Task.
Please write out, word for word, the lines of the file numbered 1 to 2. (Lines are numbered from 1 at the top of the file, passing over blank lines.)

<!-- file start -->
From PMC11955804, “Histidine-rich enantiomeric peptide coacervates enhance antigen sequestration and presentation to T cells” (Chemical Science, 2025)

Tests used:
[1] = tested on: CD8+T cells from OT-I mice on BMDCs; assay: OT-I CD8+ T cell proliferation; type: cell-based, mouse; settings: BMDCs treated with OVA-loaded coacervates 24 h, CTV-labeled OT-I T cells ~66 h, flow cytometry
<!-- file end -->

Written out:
From PMC11955804, “Histidine-rich enantiomeric peptide coacervates enhance antigen sequestration and presentation to T cells” (Chemical Science, 2025)

Tests used: